28,815 research outputs found

    Mass Degeneracies In Self-Dual Models

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    An algebraic restriction of the nonabelian self-dual Chern-Simons-Higgs systems leads to coupled abelian models with interesting mass spectra. The vacua are characterized by embeddings of SU(2)SU(2) into the gauge algebra, and in the broken phases the gauge and real scalar masses coincide, reflecting the relation of these self-dual models to N=2N=2 SUSY. The masses themselves are related to the exponents of the gauge algebra, and the self-duality equation is a deformation of the classical Toda equations.Comment: 10 pages LaTeX (previous copy truncated

    The Euler-Heisenberg Lagrangian beyond one loop

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    We review what is presently known about higher loop corrections to the Euler-Heisenberg Lagrangian and its Scalar QED analogue. The use of those corrections as a tool for the study of the properties of the QED perturbation series is outlined. As a further step in a long-term effort to prove or disprove the convergence of the N photon amplitudes in the quenched approximation, we present a parameter integral representation of the three-loop Euler-Heisenberg Lagrangian in 1+1 dimensional QED, obtained in the worldline formalism.Comment: 11 pages, 2 figures, talk given by Christian Schubert at QFEXT11, Benasque, Spain, Sept. 18-24, 2011, to appear in the conference proceeding

    Supersymmetry Breaking with Periodic Potentials

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    We discuss supersymmetry breaking in some supersymmetric quantum mechanical models with periodic potentials. The sensitivity to the parameters appearing in the superpotential is more acute than in conventional nonperiodic models. We present some simple elliptic models to illustrate these points.Comment: 10 pp; Latex; 3 figures using eps

    Content Neutrality: A Defense

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    To date, both the United States federal government and twenty-one individual states have passed Religious Freedom Restoration Acts that aim to protect religious persons from having their sincere beliefs substantially burdened by governmental interests. RFRAs accomplish this by offering a three-pronged exemption test for religious objectors that is satisfied only when (1) an objector has a sincere belief that is being substantially burdened; (2) the government has a very good reason (e.g., health or safety) to interfere; and (3) there is a reasonable alternative to serve the compelling interest. Legal balancing tests like those found in RFRA are content neutral insofar as they sideline the belief-content of conscientious objections as irrelevant when determining the permissibility of granting legal accommodations. However, some theorists worry that this legal picture may be backward: perhaps balancing tests should be content non-neutral given the usual features of conscientious objections. For example, Yossi Nehushtan contends that, contrary to their typical codification, religious conscience beliefs seem undeserving of special legal accommodations because they possess uniquely strong empirical and theoretical ties to intolerance. Thus, the illiberally intolerant content of these conscientious objections might actually give the state a reason to refuse to grant legal exemptions. In this paper, I offer a cursory defense of content neutrality with respect to balancing tests like those found in RFRA. To begin, I outline Nehushtan’s argument for content non-neutrality. The cornerstone of his argument is that illiberal intolerance is intolerable such that conscientious objections that are based upon illiberally intolerant values provide the state with strong, normally prevailing reason not to grant an exemption. I argue that, even when the illiberally intolerant content of one’s conscience constitutes a weighty and relevant factor in determining the permissibility of granting a legal exemption, there remain significant problems. It is difficult, for example, to determine which views are illiberally intolerant and difficult to say whether illiberally intolerant views can effectively serve as the principled demarcating line in balancing tests. To conclude, I offer several cursory arguments in favor of adopting content-neutral approaches without necessarily making a comprehensive case. By drawing on the work of Amy Sepinwall, Nadia Sawicki, and Nathan Chapman, I show that content-neutral approaches can help to safeguard robust protections for conscience by permitting atypical exercises of conscience, protect minority thoughts and practices from being coercively supplanted by majoritarian understandings of morality, appropriately maintain the skepticism and humility that we owe each other as compatriots in a pluralistic society, and allow the kind of justifiable civil disobedience that has an important place in political history among other things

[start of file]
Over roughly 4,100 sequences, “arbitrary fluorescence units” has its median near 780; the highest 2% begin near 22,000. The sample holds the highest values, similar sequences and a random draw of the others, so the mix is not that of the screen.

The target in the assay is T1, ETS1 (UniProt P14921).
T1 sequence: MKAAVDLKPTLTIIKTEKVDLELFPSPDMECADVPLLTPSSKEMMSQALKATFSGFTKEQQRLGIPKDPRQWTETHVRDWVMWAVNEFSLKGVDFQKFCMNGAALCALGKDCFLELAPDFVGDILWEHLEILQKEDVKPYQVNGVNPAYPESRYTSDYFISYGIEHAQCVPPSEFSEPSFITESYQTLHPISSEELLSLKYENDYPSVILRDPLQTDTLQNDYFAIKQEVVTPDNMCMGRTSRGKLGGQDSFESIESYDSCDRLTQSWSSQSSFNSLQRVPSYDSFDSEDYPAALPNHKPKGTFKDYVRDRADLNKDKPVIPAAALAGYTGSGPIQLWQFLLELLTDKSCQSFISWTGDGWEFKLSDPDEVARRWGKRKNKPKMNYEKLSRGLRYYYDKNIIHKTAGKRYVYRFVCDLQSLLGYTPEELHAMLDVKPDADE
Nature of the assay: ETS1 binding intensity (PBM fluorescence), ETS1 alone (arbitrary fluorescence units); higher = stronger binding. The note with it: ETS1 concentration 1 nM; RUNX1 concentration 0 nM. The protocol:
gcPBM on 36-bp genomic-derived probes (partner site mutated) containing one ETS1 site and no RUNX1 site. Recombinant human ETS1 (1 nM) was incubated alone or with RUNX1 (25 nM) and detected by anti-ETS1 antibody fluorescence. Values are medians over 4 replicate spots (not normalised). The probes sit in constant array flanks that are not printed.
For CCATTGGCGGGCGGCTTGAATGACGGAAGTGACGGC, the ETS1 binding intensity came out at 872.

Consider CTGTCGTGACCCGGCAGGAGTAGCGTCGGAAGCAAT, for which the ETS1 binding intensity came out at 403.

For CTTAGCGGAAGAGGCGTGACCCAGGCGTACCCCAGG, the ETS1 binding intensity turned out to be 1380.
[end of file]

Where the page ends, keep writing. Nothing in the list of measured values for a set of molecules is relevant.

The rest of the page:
An All-Orders Derivative Expansion

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    We evaluate the exact QED2+1QED_{2+1} effective action for fermions in the presence of a family of static but spatially inhomogeneous magnetic field profiles. This exact result yields an all-orders derivative expansion of the effective action, and indicates that the derivative expansion is an asymptotic, rather than a convergent, expansion.Comment: 9pp LaTeX; Talk at Telluride Workshop on Low Dimensional Field Theor

    The Irish Research electronic Library initiative – levelling the playing field?